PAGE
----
The EU Emissions Trading System (EU ETS) has had a tumultuous start to 2021. Prices have risen by 22% to new record highs in the last six weeks as a wave of speculative investment has come into the market, and industrial and utility compliance companies have been shoved to the sidelines.

The rally is part of a longer-term trend that has seen the price of EU emissions allowances (EUAs) soar by 73% since November 2 last year. Over the same period, the number of financial and speculative entities holding positions in EUAs has leapt from 308 to 426, according to ICE Futures data.

EUA CHART

What has driven this wave of investment in carbon?

Many experts attribute the renewed popularity of EUAs to political ambition by the EU. Last year incoming Commission president Ursula von der Leyen announced the 27-nation bloc would adopt a goal of achieving “net zero” emissions by 2050, and implement a Green Deal to transform the European economy.

A significant portion of the burden will be borne by he energy sector, through EU initiatives including directives covering renewable energy and energy efficiency, but industry will also face tougher emissions trading goals.

In 2017 lawmakers agreed to set a goal of cutting greenhouse gas emissions by 40% from 1990 levels by 2030. However, under the Green Deal that target will this year be raised to 55% or potentially even 60% by 2030, and an interim target will be set for 2040 on the way to net zero in 2050.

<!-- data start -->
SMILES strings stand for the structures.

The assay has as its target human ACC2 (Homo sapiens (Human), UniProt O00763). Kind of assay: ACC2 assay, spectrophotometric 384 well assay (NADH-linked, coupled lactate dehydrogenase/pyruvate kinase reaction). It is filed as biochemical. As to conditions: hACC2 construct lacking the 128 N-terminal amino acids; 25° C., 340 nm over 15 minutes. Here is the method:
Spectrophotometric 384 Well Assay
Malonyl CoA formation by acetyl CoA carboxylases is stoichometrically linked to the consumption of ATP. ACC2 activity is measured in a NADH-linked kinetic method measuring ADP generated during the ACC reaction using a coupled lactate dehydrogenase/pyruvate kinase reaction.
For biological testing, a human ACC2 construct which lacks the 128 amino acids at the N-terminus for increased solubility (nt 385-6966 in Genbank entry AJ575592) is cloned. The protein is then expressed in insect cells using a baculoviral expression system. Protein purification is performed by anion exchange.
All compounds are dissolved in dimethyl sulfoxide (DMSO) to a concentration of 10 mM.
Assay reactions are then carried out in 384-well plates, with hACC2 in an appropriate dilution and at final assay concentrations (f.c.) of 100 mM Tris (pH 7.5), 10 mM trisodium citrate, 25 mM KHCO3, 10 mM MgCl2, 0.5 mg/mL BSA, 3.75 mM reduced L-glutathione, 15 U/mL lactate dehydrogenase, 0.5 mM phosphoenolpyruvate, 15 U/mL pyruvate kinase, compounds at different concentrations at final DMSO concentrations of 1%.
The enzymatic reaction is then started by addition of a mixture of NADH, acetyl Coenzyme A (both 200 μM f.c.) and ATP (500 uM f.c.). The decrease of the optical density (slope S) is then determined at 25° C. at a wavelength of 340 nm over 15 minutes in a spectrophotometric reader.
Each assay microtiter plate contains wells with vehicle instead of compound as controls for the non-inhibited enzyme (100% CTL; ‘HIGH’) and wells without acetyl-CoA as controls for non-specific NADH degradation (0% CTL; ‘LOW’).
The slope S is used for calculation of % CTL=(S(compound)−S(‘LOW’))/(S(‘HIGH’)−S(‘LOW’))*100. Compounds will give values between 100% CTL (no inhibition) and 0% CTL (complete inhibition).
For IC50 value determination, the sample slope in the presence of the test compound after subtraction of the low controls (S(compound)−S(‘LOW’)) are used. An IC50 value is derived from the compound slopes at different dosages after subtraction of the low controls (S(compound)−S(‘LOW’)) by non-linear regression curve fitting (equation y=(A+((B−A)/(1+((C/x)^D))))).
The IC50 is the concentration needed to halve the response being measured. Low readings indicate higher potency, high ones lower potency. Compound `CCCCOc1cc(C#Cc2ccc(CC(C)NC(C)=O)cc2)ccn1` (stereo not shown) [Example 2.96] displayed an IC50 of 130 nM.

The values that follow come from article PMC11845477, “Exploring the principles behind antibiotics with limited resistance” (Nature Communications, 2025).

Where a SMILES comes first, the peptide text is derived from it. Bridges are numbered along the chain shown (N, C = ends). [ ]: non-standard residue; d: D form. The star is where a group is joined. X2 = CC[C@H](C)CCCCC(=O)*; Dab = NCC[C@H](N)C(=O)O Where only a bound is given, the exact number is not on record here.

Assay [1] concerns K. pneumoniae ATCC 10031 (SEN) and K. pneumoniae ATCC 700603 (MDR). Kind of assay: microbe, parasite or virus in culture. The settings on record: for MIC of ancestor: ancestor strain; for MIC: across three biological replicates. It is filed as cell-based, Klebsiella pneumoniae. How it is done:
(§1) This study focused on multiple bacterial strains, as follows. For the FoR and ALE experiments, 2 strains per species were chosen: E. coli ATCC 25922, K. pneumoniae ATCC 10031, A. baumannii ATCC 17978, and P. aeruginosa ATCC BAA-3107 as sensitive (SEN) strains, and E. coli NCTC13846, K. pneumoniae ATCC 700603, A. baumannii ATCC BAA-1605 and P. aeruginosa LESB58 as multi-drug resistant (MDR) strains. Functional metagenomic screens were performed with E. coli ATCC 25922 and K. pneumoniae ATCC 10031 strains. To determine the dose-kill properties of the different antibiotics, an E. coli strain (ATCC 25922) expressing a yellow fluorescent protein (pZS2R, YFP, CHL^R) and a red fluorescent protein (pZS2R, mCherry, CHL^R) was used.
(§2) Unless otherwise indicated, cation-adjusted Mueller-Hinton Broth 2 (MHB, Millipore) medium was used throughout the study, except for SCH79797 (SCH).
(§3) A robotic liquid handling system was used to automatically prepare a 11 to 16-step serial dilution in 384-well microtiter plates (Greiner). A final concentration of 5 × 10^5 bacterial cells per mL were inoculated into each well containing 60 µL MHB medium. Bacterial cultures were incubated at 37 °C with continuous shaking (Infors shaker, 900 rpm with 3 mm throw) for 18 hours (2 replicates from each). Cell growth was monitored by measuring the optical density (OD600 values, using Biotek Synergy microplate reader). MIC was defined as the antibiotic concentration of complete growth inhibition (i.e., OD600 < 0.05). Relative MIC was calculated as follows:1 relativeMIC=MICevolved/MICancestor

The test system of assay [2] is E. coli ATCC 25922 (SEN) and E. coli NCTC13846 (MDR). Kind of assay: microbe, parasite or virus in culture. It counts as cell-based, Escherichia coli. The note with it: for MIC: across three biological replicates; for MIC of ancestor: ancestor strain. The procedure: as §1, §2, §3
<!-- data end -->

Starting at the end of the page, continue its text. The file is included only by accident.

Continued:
The European Commission will table legislative proposals to achieve these goals in the summer, and they will represent a significant tightening of the parameters of the EU ETS.

What changes are coming?

According to an impact assessment published by the commission last year, the annual cap on emissions in the EU ETS would need to be adjusted to account for a steeper reduction trajectory to 2030. But because the so-called linear reduction factor (LRF) – the annual reduction – has already been set at a 2.2% decrease from 2021 to 2025, lawmakers will have to consider a much steeper LRF after 2025.

Some experts say the LRF would need to be raised to 6.8% from 2025, or that the EU would need to make a one-off reduction in the cap of 363 million EUAs starting from 2026. For comparison, the EU ETS cap in 2021 stands at 1.57 billion EUAs.

Other elements could include making adjustments to the Market Stability Reserve (MSR), the mechanism that adjusts market supply each year by removing a proportion of the calculated surplus EUAs in circulation.

The MSR presently withdraw 24% of the surplus each year, and is scheduled to continue at 24% until 2023, when it will revert to 12%. It’s possible the EU may decide to extend the 24% rate for an additional period to take up even more of the surplus in a shorter period. As more and more coal-fired power plants are closing,  emissions are expected to drop more sharply in the EU, and a flexible MSR is considered by some to be the best way to manage supply.

The EU is also considering including emissions from maritime transport, buildings and road transport in the EU ETS, though it’s not yet clear what impact these sectors would have on demand and supply.